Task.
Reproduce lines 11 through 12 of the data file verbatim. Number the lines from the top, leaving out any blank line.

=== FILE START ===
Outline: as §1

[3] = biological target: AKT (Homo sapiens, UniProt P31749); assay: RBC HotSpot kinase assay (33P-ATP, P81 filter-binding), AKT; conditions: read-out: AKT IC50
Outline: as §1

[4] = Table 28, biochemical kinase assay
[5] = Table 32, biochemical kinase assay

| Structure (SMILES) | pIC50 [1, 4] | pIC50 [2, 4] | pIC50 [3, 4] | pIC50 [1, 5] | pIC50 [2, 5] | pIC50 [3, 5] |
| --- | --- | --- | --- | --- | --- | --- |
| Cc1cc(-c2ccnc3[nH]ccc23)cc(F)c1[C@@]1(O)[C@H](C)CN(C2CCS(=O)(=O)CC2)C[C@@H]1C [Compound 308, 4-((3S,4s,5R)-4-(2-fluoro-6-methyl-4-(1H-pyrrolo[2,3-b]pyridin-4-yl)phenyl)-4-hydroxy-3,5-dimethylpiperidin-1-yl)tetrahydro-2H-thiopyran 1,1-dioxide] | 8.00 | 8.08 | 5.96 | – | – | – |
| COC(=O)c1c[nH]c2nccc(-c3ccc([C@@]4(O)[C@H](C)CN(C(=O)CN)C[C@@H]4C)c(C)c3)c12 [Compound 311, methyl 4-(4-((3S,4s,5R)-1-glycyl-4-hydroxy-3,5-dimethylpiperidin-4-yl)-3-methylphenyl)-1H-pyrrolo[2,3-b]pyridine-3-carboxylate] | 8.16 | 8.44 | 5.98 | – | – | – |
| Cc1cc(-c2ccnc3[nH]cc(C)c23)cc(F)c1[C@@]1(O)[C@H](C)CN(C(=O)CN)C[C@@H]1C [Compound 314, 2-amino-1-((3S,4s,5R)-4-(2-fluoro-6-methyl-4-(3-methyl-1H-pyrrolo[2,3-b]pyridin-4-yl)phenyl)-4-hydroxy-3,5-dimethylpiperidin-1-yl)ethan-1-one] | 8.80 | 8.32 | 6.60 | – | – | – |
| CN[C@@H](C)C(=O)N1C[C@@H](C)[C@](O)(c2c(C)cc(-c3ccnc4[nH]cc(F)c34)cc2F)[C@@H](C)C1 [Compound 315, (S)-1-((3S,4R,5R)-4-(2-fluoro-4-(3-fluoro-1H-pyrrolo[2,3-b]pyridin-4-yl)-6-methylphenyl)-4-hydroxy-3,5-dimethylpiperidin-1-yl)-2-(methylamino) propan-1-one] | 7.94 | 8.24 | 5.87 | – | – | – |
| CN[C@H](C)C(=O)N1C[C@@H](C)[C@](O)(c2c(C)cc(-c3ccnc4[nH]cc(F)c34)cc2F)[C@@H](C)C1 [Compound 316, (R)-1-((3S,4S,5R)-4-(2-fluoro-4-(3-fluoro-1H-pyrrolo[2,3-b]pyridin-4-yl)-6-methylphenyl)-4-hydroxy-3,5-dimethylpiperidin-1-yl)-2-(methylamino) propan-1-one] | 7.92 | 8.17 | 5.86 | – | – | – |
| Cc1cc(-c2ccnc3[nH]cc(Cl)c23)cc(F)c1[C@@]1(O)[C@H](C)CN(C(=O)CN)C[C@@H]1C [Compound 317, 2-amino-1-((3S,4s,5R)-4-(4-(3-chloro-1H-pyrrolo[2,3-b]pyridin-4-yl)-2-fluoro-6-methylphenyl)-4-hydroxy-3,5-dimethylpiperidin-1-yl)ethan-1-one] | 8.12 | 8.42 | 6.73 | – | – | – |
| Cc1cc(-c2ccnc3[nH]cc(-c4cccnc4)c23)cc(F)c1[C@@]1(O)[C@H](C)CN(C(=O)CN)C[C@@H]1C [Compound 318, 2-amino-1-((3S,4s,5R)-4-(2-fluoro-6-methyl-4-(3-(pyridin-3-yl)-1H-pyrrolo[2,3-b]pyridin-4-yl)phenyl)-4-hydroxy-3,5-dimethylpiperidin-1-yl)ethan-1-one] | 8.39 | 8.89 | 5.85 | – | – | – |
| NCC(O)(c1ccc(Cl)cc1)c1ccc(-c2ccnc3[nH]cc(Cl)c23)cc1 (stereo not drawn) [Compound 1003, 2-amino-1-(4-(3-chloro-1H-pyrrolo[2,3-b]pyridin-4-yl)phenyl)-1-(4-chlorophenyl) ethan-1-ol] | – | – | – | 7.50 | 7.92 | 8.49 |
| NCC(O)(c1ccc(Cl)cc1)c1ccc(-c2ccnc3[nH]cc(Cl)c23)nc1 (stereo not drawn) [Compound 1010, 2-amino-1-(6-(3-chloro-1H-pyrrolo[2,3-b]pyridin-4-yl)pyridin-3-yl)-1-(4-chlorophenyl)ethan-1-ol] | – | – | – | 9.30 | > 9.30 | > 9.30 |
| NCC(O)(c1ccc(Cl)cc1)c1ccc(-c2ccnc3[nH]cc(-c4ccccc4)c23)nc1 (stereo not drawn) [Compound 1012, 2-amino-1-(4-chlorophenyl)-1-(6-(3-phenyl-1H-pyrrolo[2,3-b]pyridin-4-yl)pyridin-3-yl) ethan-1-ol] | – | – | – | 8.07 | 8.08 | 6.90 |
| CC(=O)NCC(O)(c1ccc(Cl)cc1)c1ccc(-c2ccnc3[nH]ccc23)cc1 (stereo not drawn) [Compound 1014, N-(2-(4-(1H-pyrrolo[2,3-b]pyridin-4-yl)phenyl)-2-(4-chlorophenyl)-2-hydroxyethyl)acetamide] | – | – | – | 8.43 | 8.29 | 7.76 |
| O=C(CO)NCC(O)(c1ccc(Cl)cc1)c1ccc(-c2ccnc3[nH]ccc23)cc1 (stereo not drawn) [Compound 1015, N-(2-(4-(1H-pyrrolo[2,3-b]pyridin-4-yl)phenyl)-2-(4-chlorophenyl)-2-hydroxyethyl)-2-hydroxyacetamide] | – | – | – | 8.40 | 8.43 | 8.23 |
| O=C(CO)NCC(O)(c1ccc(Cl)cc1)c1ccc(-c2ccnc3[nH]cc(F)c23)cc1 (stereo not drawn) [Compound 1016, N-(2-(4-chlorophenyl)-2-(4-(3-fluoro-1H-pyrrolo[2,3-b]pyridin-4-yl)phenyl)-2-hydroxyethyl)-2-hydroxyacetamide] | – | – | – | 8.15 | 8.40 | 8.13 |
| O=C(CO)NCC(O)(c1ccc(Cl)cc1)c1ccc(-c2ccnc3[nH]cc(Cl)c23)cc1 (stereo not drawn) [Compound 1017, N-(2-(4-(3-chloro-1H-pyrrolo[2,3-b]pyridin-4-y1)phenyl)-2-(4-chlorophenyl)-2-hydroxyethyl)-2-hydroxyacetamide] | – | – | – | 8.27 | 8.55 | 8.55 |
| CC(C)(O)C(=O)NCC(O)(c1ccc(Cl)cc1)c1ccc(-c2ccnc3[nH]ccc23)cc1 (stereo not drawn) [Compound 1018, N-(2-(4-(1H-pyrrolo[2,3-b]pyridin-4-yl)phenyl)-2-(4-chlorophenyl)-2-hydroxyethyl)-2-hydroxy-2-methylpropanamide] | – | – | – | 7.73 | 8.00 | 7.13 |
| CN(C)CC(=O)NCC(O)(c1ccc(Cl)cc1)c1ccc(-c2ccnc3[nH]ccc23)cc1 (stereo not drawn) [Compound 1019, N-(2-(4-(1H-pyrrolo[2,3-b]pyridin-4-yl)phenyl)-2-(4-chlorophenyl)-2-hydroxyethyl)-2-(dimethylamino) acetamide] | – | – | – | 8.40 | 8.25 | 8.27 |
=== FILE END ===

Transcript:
| CN[C@@H](C)C(=O)N1C[C@@H](C)[C@](O)(c2c(C)cc(-c3ccnc4[nH]cc(F)c34)cc2F)[C@@H](C)C1 [Compound 315, (S)-1-((3S,4R,5R)-4-(2-fluoro-4-(3-fluoro-1H-pyrrolo[2,3-b]pyridin-4-yl)-6-methylphenyl)-4-hydroxy-3,5-dimethylpiperidin-1-yl)-2-(methylamino) propan-1-one] | 7.94 | 8.24 | 5.87 | – | – | – |
| CN[C@H](C)C(=O)N1C[C@@H](C)[C@](O)(c2c(C)cc(-c3ccnc4[nH]cc(F)c34)cc2F)[C@@H](C)C1 [Compound 316, (R)-1-((3S,4S,5R)-4-(2-fluoro-4-(3-fluoro-1H-pyrrolo[2,3-b]pyridin-4-yl)-6-methylphenyl)-4-hydroxy-3,5-dimethylpiperidin-1-yl)-2-(methylamino) propan-1-one] | 7.92 | 8.17 | 5.86 | – | – | – |